Two to Tango: Two of our own will be honored when the 25th Santa Barbara International Film Festival takes over the town February 4-14.
Sunday, February 14, will be Jeff Bridges Day, with screenings of the Santa Barbaran’s Oscar-nominated movies, including The Last Picture Show. Then he’ll sit for a Q-and-A, followed by a showing of his latest, Crazy Heart, for which he won a Golden Globes best-actor award Sunday.
Young Santa Barbaran Jason (Juno) Reitman, Golden Globes winner for co-writing the script for Up in the Air, which he also directed, will appear in a panel discussion, where you can expect plenty of unscripted, off-the-beat comments.
As usual, Festival honcho Roger Durling is bringing a stellar assemblage of stars to town, including Sandra Bullock, recently of The Blind Side acclaim. She’ll receive the American Riviera Award on Friday, February 5 at the Arlington. Also on hand will be James Cameron, director of the mega-hit Avatar, a Golden Globe best-picture winner which has grossed over $1 billion worldwide so far and seems destined to surpass his Titanic, which grossed $1.24 billion.
He’ll get the coveted Modern Master Award, on February 6 at the Arlington. The Brits always score well during the festival, and this year we’ll see Colin Firth, star of A Single Man, who’ll be given the Outstanding Performer of the Year Award on February 13 at the Arlington.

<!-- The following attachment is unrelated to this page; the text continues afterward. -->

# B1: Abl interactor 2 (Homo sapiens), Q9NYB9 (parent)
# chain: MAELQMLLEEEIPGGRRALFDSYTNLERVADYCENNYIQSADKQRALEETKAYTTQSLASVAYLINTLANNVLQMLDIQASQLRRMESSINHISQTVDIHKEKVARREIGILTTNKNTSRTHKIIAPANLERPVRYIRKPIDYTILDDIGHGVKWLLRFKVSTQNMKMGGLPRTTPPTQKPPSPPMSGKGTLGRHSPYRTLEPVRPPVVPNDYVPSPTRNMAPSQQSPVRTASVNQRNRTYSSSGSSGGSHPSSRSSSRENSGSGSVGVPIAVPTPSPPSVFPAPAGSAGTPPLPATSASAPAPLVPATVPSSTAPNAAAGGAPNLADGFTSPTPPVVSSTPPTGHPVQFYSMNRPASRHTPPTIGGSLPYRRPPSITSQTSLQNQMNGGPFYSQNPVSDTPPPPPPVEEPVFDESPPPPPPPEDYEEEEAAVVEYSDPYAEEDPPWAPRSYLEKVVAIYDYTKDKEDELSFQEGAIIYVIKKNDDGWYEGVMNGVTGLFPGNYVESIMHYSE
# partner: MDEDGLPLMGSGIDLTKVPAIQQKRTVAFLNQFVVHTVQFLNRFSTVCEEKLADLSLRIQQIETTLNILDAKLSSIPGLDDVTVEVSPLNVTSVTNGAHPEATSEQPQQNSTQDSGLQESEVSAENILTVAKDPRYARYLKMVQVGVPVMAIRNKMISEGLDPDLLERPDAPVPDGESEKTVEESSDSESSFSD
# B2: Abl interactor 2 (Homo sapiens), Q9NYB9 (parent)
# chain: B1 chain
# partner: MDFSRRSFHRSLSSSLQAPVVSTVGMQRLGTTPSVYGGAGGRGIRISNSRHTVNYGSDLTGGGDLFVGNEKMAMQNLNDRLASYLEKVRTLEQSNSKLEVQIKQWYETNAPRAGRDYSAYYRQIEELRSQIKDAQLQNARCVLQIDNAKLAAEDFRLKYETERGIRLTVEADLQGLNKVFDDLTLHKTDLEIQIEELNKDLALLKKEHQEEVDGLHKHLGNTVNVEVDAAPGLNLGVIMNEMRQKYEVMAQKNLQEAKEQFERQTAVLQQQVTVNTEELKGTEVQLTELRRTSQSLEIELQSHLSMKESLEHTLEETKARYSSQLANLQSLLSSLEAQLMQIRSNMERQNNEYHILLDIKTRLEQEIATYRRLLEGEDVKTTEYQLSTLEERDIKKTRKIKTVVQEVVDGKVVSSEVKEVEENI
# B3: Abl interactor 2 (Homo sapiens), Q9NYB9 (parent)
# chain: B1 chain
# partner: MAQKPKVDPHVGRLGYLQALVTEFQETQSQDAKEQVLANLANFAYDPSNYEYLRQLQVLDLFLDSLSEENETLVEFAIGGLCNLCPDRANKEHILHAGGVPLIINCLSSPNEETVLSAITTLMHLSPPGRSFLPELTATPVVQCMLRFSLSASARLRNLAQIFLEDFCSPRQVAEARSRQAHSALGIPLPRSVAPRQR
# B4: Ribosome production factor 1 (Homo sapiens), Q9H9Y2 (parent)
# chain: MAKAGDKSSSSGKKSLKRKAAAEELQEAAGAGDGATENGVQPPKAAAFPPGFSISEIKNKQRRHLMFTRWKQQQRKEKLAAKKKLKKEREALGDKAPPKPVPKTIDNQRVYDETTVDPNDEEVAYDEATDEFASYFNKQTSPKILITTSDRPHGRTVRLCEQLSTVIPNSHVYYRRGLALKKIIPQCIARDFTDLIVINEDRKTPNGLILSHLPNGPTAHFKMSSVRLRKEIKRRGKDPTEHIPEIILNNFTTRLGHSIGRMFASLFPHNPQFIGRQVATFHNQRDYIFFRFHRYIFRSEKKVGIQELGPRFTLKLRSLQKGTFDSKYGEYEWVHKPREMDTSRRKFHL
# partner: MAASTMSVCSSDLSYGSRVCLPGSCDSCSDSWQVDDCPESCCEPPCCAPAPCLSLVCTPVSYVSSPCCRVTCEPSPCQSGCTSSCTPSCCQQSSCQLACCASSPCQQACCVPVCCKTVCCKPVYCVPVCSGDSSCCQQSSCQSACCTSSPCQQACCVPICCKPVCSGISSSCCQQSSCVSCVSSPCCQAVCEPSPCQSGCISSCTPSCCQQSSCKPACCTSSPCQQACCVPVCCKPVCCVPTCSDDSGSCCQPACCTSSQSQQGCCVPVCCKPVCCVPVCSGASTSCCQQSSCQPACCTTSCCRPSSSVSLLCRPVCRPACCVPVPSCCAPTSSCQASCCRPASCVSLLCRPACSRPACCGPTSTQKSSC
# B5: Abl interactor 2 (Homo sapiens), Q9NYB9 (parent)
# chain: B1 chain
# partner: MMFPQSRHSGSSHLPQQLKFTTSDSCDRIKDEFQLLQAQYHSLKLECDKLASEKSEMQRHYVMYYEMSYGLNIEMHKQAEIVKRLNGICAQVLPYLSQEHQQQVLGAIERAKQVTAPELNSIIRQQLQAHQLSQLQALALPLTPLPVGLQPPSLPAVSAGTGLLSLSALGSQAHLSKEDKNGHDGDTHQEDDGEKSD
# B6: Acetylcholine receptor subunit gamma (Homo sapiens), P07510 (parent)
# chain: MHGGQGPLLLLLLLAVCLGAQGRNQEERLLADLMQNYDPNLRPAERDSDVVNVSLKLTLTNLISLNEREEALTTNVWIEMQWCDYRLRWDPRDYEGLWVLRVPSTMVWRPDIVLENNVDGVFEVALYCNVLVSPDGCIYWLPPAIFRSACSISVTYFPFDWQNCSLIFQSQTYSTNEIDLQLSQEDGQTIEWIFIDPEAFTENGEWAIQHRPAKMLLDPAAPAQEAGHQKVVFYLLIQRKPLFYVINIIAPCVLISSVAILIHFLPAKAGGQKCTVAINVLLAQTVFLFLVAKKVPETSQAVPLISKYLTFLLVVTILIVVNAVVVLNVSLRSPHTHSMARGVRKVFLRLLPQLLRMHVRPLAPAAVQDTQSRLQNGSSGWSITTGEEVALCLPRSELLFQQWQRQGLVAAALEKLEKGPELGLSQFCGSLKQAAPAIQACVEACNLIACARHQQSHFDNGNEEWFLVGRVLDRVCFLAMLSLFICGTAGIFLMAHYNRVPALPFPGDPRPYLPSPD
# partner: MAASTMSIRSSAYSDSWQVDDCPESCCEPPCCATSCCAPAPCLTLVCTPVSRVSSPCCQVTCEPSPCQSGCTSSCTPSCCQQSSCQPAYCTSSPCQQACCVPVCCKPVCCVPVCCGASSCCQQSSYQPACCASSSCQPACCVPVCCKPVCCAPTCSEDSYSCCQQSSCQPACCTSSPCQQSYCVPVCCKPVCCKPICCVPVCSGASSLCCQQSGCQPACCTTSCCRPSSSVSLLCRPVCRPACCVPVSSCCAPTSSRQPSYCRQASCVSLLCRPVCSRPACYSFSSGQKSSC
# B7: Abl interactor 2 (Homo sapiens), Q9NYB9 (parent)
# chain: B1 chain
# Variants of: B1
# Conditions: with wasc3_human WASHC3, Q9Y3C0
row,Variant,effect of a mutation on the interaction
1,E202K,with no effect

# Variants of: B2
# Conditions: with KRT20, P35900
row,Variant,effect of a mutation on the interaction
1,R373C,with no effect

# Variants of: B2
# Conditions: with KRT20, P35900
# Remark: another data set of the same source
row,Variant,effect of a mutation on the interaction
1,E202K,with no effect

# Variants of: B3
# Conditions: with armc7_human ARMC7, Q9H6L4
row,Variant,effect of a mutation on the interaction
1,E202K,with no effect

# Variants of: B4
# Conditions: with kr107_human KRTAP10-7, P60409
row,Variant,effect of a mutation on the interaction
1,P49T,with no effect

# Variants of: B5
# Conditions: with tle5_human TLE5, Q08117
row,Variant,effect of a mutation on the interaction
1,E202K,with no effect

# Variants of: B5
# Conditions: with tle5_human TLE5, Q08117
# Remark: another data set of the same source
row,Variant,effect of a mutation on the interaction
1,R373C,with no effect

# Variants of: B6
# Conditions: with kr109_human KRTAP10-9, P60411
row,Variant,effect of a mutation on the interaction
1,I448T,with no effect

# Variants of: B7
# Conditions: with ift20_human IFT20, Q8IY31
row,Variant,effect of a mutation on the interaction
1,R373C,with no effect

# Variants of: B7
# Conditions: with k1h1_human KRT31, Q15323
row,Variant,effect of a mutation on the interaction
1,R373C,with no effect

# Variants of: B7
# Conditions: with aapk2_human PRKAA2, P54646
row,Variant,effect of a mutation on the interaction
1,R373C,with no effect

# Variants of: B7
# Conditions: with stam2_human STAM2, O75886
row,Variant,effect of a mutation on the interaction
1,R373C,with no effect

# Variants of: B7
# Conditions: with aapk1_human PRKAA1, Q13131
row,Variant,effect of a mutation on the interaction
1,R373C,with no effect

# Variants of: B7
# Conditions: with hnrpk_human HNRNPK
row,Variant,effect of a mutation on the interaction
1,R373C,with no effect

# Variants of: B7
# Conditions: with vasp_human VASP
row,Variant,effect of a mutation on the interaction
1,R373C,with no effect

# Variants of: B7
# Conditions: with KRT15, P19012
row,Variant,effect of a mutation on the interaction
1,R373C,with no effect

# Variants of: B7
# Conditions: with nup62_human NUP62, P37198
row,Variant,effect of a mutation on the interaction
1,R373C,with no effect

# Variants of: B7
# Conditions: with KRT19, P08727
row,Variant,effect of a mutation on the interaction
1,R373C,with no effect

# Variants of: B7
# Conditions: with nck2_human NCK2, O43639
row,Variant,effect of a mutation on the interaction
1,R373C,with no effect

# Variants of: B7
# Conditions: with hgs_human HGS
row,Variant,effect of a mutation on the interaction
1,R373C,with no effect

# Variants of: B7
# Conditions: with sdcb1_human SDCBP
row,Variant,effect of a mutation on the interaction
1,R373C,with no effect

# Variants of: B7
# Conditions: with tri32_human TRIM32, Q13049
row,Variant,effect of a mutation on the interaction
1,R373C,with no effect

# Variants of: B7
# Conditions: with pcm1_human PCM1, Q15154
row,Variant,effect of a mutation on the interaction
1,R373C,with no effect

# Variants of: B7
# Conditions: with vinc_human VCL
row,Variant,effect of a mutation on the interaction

The versatile Firth is in the midst of a brilliant career but remains unknown to many American movie-goers.
The fest kicks off at the Arlington on Thursday, February 4 with the world premier of Flying Lessons, starring Christine Lahti, the story of a 25-year-old woman forced to face relationships she left behind, flying solo through life, so to speak.
Closing night will be the world premier of Middle Men, which the SBIFF describes as being about “one of the pioneers of internet commerce as he wrestles with his morals and struggles not to drown in a sea of con-men, mobsters, drug addicts and porn stars.” (Who said computer people are boring?)
Young Victoria star Emily Blunt has been added to the Virtuoso Award recipients, joining Carey Mulligan (An Education), Saoirse Ronan (The Lovely Bones), Gabourey Sidibe (Precious), and Michael Stuhlbarg (A Serious Man).
But for many festival-goers, it’s the documentaries that are the red meat, and never mind the feature-movie frosting. When Durling made the lineup announcements Tuesday, January 19, at the Santa Barbara Hotel, he raved about always-controversial Oliver Stone’s South of the Border, which profiles Venezuela president Hugo Chavez.
Stone will be appearing at the Lobero showing, Durling said.
Durling also praised The Cove, a documentary about the slaughter of dolphins in Japan. “Using state of the art equipment, a group of activists, led by renowned dolphin trainer Ric O’Barry, infiltrate a cove near Taijii, Japan, to expose both a shocking instance of animal abuse and a serious threat to human health,” the festival literature says.
The Cove filmmakers will receive the David Attenborough Award for Excellence in Nature Filmmaking. Acclaimed Santa Barbara nature filmmaker Mike DeGruy will interview director Louie Psihoyos and O’Barry at the screening at the Lobero on February 10. O’Barry was the trainer for the Flipper series, DeGruy said.
More festival information is available at www.sbiff.org.